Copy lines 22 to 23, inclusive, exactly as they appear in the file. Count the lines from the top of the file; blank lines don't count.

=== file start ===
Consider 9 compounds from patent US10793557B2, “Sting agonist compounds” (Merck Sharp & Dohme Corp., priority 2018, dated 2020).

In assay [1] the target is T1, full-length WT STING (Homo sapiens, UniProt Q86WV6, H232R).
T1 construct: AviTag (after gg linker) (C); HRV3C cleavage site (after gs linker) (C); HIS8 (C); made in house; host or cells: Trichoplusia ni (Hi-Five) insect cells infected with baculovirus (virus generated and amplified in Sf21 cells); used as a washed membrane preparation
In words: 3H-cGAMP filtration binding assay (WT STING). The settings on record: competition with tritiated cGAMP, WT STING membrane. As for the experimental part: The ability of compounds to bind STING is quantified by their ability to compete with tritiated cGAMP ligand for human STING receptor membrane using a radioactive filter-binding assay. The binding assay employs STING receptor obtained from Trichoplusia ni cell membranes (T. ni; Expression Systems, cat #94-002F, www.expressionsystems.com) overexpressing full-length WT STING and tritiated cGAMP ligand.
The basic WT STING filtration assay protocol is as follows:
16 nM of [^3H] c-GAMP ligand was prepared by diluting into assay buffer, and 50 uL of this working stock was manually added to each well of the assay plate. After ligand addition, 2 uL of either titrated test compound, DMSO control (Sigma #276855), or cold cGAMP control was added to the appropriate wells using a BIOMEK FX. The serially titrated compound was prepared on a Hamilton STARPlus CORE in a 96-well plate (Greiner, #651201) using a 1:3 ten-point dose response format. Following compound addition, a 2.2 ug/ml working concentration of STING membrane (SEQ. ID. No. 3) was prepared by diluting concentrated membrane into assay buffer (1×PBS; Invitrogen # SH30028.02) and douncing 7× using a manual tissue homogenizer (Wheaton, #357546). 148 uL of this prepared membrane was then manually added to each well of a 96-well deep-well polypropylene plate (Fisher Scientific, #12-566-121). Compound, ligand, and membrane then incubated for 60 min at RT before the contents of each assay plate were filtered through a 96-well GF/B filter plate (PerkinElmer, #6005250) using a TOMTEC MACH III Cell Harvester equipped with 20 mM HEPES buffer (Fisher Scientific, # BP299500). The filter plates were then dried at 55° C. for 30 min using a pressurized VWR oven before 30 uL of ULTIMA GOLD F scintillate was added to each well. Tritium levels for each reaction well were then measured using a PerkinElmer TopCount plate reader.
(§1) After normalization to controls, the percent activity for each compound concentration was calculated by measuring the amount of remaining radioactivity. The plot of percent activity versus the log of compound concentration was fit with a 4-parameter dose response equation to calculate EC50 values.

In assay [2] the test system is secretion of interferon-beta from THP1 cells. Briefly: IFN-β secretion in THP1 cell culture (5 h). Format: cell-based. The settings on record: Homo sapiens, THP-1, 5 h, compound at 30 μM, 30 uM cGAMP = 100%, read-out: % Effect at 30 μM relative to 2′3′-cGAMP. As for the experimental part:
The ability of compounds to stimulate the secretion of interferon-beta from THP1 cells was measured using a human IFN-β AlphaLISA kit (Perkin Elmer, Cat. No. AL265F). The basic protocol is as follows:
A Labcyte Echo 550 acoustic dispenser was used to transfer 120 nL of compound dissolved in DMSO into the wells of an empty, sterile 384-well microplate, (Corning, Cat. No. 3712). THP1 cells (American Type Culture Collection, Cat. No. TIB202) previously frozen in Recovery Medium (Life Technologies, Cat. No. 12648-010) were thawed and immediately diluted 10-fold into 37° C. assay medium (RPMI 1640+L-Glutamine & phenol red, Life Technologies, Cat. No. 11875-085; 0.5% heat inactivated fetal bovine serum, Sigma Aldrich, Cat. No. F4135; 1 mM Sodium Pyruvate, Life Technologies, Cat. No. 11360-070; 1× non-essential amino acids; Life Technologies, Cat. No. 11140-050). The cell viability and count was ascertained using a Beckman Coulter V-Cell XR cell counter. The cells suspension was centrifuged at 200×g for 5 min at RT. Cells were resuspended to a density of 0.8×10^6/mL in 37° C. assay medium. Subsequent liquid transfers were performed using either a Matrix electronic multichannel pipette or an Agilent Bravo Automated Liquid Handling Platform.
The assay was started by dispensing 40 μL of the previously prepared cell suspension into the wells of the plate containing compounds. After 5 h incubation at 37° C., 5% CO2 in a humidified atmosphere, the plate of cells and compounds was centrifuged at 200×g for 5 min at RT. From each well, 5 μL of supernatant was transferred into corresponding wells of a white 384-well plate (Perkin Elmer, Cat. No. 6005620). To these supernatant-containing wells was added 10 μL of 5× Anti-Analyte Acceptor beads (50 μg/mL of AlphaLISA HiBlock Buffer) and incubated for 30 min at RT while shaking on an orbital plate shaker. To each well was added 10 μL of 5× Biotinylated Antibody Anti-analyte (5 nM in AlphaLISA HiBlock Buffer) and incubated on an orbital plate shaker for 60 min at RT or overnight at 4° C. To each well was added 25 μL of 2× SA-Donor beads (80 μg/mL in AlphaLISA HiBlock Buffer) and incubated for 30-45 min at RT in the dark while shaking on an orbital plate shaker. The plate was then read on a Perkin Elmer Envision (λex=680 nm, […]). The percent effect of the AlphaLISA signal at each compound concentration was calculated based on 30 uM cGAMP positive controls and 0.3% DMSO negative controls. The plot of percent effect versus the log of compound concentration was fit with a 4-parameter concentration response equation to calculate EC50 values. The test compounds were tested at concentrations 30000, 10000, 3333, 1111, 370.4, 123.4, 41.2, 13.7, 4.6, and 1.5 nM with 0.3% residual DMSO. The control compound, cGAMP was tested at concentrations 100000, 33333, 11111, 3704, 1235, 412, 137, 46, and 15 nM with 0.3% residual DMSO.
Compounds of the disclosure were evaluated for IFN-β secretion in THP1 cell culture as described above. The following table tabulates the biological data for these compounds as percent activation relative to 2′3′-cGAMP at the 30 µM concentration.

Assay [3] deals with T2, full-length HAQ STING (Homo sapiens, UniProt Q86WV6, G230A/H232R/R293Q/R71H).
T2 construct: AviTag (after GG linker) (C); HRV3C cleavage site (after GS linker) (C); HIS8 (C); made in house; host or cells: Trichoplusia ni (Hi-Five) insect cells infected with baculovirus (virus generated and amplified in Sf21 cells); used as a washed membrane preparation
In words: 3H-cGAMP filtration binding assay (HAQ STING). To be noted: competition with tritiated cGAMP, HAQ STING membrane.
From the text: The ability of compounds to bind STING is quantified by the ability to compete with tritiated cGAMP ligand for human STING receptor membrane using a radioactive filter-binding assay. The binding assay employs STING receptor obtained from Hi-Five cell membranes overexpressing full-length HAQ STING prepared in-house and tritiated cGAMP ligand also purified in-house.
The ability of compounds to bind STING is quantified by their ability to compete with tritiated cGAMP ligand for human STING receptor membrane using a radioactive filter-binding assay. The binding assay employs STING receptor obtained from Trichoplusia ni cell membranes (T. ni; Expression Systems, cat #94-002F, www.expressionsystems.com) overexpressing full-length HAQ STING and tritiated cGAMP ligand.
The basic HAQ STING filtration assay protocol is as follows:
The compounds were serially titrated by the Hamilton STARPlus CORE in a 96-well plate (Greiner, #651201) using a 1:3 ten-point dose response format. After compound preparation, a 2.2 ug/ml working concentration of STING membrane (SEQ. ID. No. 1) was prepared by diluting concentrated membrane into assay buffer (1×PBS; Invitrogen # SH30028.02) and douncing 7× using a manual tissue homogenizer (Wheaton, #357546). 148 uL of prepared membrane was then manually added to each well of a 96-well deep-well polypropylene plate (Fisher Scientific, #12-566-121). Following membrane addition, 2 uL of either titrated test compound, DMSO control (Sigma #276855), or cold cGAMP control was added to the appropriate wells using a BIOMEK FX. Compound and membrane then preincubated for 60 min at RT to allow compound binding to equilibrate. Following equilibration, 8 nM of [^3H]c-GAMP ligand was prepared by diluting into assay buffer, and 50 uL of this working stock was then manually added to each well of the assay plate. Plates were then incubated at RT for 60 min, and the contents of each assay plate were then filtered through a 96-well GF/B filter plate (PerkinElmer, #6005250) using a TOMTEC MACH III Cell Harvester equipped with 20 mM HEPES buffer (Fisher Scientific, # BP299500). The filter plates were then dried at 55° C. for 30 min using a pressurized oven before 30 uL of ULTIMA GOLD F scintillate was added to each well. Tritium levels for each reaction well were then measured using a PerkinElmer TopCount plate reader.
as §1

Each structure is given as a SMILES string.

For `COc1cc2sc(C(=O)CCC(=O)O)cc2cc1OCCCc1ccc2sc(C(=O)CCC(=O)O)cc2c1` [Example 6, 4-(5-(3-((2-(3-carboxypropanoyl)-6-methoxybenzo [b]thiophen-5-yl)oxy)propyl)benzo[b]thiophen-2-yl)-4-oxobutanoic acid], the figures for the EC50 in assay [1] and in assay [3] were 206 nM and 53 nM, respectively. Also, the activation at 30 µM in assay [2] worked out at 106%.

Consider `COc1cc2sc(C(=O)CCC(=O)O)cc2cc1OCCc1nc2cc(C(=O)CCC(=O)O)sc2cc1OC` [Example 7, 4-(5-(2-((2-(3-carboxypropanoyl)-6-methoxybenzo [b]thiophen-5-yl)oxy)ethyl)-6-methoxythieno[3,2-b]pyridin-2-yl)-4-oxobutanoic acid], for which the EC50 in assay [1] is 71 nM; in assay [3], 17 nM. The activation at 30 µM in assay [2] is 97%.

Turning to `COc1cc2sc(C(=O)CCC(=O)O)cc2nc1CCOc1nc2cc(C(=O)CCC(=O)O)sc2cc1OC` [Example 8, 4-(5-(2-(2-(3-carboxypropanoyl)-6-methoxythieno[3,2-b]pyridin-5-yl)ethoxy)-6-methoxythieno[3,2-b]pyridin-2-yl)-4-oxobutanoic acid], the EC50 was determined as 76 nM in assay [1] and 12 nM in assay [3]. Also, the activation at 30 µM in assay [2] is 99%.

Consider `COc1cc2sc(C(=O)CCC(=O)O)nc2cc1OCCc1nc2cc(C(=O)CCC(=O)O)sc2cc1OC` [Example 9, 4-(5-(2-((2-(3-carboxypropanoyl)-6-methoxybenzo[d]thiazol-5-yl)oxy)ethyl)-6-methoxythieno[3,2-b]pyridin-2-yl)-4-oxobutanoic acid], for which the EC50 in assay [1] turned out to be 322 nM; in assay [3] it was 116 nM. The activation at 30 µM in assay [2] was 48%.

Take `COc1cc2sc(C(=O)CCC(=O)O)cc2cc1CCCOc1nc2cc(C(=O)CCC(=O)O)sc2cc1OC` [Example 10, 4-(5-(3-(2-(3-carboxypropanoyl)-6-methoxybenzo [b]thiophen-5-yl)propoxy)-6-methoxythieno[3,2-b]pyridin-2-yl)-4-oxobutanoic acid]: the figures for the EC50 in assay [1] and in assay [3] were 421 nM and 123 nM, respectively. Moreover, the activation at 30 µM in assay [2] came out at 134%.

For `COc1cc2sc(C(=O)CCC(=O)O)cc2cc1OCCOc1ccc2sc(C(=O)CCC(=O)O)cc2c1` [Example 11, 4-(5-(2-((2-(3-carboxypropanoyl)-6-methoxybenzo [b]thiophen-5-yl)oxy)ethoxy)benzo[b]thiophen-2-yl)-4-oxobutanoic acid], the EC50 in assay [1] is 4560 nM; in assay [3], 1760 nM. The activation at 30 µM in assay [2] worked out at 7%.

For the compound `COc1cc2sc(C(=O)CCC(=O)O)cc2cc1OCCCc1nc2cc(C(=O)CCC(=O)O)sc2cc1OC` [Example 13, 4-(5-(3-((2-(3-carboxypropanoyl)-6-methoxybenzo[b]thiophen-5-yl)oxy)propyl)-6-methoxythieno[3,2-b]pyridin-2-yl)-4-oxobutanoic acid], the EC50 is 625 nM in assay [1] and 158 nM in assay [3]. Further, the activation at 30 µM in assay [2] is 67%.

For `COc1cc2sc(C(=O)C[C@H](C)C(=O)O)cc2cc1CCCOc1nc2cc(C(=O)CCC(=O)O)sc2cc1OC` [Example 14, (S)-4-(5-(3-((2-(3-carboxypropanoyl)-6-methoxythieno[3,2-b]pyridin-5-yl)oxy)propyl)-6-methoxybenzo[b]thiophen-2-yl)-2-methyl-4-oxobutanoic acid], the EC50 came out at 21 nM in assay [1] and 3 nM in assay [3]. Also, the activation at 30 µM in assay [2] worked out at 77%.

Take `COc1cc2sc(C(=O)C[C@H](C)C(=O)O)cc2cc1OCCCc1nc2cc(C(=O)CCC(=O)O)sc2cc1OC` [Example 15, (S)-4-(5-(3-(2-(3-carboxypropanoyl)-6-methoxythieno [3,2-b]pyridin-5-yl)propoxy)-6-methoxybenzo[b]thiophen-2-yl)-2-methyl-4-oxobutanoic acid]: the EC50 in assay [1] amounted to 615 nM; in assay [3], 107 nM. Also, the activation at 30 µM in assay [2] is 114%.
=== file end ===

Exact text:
For `COc1cc2sc(C(=O)CCC(=O)O)cc2cc1OCCCc1ccc2sc(C(=O)CCC(=O)O)cc2c1` [Example 6, 4-(5-(3-((2-(3-carboxypropanoyl)-6-methoxybenzo [b]thiophen-5-yl)oxy)propyl)benzo[b]thiophen-2-yl)-4-oxobutanoic acid], the figures for the EC50 in assay [1] and in assay [3] were 206 nM and 53 nM, respectively. Also, the activation at 30 µM in assay [2] worked out at 106%.

Consider `COc1cc2sc(C(=O)CCC(=O)O)cc2cc1OCCc1nc2cc(C(=O)CCC(=O)O)sc2cc1OC` [Example 7, 4-(5-(2-((2-(3-carboxypropanoyl)-6-methoxybenzo [b]thiophen-5-yl)oxy)ethyl)-6-methoxythieno[3,2-b]pyridin-2-yl)-4-oxobutanoic acid], for which the EC50 in assay [1] is 71 nM; in assay [3], 17 nM. The activation at 30 µM in assay [2] is 97%.